My host site is Action Wellness, a non-profit agency that specializes in connecting individuals living with chronic illness to a wide range of resources in the Philadelphia area. In addition to linking clients with healthcare providers, the agency coordinates services that address many common barriers to care. These barriers include basic obstacles, like obtaining a valid identification and reliable transportation, and more complex challenges, such as securing employment, housing, and continued education.
The prevalence of HIV in US prisons is roughly 5 to 7 times higher than in the general population, with rates being highest among black incarcerated individuals. In addition, approximately 50% of individuals released from prison in the US are reincarcerated within the following year. This trend is exacerbated by an individual’s HIV status, as those who are positive often have risk factors, such as injection drug use, that increase their risk of recidivism.
To help address this issue, Action Wellness formed the Philadelphia Linkage Program (PLP), which provides medical case management services to individuals living with HIV who are reentering Philadelphia’s neighborhoods following a period of incarceration. For the over 250 annual clients of the Linkage Program, these services help ensure they are supported throughout their transition back into the community. In addition to the PLP, Action Wellness operates the Re-Link program, which serves incarcerated individuals aged 18-26 living with chronic illnesses.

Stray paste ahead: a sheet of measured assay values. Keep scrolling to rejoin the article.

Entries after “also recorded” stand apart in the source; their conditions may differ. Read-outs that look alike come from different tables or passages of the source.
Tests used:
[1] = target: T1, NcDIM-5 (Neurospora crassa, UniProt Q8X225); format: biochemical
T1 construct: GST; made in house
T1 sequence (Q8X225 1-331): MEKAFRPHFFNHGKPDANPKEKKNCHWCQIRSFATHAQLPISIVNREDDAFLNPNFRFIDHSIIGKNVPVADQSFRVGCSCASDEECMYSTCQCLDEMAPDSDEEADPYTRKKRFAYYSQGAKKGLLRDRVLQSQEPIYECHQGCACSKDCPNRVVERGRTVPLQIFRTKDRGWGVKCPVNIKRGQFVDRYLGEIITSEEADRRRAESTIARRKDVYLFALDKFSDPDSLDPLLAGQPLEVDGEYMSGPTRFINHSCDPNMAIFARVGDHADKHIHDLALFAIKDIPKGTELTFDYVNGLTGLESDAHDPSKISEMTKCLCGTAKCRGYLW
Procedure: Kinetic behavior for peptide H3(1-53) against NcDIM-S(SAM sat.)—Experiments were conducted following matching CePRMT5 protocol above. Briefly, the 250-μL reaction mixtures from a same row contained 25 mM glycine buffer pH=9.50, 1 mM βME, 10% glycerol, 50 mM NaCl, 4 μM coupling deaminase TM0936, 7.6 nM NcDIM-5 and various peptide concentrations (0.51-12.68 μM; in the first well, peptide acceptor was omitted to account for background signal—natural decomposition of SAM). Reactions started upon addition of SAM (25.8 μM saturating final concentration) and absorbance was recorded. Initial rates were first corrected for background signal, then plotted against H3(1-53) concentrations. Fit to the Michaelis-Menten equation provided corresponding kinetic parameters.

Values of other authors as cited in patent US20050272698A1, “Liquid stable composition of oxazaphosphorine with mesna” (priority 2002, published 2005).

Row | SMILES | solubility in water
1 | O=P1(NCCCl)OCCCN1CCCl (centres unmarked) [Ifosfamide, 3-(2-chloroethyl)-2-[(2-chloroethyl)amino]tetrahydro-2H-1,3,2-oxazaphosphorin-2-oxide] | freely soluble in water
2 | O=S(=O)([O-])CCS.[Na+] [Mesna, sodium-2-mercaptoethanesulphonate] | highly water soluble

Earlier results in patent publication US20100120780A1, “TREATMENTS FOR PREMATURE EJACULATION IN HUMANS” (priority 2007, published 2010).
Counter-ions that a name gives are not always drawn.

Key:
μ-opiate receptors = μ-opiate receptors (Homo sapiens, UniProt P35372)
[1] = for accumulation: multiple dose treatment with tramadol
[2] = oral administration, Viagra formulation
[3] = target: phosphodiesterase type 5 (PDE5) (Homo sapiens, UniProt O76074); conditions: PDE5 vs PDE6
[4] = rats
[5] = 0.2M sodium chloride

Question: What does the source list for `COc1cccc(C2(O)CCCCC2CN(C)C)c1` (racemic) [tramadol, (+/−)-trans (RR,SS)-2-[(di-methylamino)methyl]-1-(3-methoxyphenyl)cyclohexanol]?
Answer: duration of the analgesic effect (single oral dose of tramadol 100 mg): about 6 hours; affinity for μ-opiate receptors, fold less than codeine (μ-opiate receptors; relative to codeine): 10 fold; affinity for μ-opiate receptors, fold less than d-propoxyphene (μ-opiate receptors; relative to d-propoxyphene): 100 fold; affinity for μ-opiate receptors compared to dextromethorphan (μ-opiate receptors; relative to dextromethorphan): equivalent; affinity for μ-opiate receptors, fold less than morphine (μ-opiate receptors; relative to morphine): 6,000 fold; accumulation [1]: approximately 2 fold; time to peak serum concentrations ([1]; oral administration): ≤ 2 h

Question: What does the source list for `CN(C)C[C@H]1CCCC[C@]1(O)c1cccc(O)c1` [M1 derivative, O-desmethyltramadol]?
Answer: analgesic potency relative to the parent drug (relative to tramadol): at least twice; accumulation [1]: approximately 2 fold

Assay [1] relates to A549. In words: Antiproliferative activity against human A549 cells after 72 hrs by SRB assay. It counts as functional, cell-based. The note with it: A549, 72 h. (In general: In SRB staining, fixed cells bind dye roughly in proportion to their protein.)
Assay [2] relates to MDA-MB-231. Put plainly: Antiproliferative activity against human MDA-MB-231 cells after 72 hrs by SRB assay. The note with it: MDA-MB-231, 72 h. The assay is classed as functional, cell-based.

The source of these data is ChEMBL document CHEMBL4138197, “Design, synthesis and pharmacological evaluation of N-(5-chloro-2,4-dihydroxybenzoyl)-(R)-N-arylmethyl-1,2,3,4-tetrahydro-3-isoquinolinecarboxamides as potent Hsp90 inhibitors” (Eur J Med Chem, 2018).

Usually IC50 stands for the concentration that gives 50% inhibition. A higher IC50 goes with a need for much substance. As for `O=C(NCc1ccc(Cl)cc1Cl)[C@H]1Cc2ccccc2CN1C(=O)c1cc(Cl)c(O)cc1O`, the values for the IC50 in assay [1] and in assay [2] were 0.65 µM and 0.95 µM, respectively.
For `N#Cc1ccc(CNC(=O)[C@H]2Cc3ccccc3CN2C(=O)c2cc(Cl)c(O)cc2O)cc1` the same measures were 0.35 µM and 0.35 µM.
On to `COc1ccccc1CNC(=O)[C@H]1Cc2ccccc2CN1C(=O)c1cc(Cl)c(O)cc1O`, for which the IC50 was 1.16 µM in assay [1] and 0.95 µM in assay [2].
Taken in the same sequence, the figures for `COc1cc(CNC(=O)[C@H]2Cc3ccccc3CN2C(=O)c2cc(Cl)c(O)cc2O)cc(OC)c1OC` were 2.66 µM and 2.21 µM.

For the past three months, I have served with the agency both from their offices on Arch Street and within Philadelphia’s seven-jail complex that houses most of the city’s incarcerated population. In the jails, I meet with potential clients of the Philadelphia Linkage and Re-Link programs. If a potential client is interested in case managment, then a lengthy and comprehensive interview follows.
To prepare for these types of interactions, my cohort and I underwent a series of pre-service trainings. Our trauma-informed care training was especially insightful for navigating challenging topics, such as sexual violence and abuse. My status as an outsider and stranger complicates an already difficult process of asking clients intimate questions about their medical and personal history. By affording clients as much agency as possible in our interactions, such as by adopting a harm-reduction approach to conversations about sexual activity and drug use, I collaborate with clients to begin the process of building up their autonomy in a carceral environment where it is regularly denied.
Throughout my National Health Corps trainings and service with Action Wellness, I have learned how maintaining a healthy lifestyle and staying out of legal trouble are both influenced by the same set of zip-code-associated factors - education, literacy, housing stability, support networks, and challenges with substance abuse. In addition to targeting these social determinants of health and incarceration, Action Wellness connects clients to a supportive community invested in their positive transformation. In the coming months, I hope to continue learning how to best access and leverage our deeply-seeded instinct to help one another.